Target’s Holiday Plan: Fewer Sales, More Focus On Everyday Low Prices

Image courtesy of Mike Mozart

From “doorbusters” to “advance deals” to hourly specials all through Black Friday weekend (not to mention Cyber Monday), the holiday shopping season is a continuous barrage of retail promotions varying in quality and value. In an attempt to rein things in, Target says it plans to offer fewer sales this holiday and hope that customers will be won over by everyday lower prices.

Fewer Sales

While Target’s efforts to bring customers back into stores through remodels and streamlined displays has been successful, the retailer has previously cautioned that customers just aren’t spending as much on their trips to the big box store.

One way to increase the cost of a customers’ bill is to cut down on promotions. The Minneapolis Star Tribune reports that’s just what Target is planning to do this fall and winter after sales dropped 1.3% during the 2016 holiday season.

Instead of having multiple — sometimes confusing — sales each week like in previous years, Target chief merchandising officer Mark Tritton tells The Tribune that the retailer will instead focus on just a few promotions, with the hope that they make a bigger impact on shoppers.

“We will have meaningful promotions,” Tritton said, noting that these deals will likely be timed to Cyber Monday and Black Friday.

One promotion you won’t be seeing, however, is Target’s 10 Days of Deals — a sale the company has hosted the past two years leading up to Black Friday.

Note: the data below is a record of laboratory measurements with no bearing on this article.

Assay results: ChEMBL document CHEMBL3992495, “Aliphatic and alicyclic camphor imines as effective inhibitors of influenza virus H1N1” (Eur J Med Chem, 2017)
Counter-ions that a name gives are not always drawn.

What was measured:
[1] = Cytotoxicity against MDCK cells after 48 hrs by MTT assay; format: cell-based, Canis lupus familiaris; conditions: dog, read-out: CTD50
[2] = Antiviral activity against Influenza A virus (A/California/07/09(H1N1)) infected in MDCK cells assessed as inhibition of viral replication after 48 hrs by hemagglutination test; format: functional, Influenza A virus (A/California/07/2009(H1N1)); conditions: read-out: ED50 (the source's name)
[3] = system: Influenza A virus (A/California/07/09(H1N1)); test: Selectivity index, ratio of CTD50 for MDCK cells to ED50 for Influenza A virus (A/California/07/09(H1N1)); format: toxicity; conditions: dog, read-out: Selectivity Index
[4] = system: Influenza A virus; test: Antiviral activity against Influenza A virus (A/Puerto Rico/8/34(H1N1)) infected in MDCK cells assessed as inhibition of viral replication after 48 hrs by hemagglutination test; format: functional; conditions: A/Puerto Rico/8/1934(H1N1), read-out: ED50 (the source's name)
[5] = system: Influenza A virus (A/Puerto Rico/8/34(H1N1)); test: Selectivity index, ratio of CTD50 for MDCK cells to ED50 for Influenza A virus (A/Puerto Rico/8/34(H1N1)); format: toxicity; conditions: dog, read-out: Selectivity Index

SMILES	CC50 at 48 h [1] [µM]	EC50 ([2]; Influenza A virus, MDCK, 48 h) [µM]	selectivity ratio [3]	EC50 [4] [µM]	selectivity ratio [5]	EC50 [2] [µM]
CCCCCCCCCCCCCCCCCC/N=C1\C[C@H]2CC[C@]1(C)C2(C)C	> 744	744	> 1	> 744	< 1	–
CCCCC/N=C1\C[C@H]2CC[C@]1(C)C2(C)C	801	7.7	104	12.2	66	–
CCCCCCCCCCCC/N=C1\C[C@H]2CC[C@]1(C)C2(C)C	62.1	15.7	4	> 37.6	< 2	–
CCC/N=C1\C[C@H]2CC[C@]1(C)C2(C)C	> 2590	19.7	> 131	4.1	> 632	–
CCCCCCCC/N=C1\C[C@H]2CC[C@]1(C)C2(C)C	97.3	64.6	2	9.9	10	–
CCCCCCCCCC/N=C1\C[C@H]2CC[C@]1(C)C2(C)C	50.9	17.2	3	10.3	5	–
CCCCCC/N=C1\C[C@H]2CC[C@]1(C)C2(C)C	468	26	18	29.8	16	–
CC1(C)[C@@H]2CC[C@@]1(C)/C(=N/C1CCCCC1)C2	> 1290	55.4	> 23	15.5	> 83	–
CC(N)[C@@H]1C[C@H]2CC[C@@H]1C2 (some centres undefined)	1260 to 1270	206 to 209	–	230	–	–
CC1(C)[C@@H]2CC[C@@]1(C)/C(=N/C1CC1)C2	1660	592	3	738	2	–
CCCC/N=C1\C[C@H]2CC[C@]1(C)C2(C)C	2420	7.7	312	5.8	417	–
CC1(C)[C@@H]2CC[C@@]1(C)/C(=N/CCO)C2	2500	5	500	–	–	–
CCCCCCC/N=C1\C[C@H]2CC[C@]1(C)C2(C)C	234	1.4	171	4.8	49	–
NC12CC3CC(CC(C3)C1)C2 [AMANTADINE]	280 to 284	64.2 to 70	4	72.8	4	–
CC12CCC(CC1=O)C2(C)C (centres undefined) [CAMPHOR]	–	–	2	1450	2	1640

Business As Usual

With Target turning its focus away from holiday-themed sales, the company plans to double down on its everyday merchandise.

For instance, Target will highlight several of its new private-label brands and new product lines in November, The Tribune reports.

Additionally, in lieu of mega-holiday sales, Target says it will continue to implement its low pricing approach by dropping the cost of thousands of products.

To highlight these items, the company will assemble 1,700 products — mostly under $15 — to be displayed on 10 standalone gift kiosks throughout stores.

Fewer Holiday Signs

For years, Consumerist readers have pointed to retailers continually putting out holiday products well in advance — sometimes months and months — of holidays.

Target says it will cut down on the holiday creep this year after customers expressed their displeasure with Christmas signs and decorations overshadowing Thanksgiving.

The Tribune reports that instead of inundating customers with Christmas and holiday messaging in November, the company will wait until early Dec. to showcase the bulk of its holiday displays.

Upping Online Sales

Although Target has shown time and again that its focus is on physical stores when it comes to attracting customers, that doesn’t mean the company is bypassing online traffic completely.

The Tribune reports that Target will increase its ship-from-store program — where customers’ online purchases are shipped directly from stores to their homes — to 300 additional locations. The program is intended to get customers’ their products more quickly, with most arriving within two days.

It will also offer free online shipping on orders placed Nov. 1 through Christmas.

Additionally, the company will offer a new online gifting option this year. Dubbed GiftNow, customers can purchase a product online for a friend, hit the GiftNow button, and the recipient will receive a customized digital box containing the gift.

Recipients can choose to accept the gift, or exchange it right then and there online. Executives tell The Tribune that the option is the “perfect solution” for picky friends and family members, while giving gifters the peace of mind that their presents will arrive in time.


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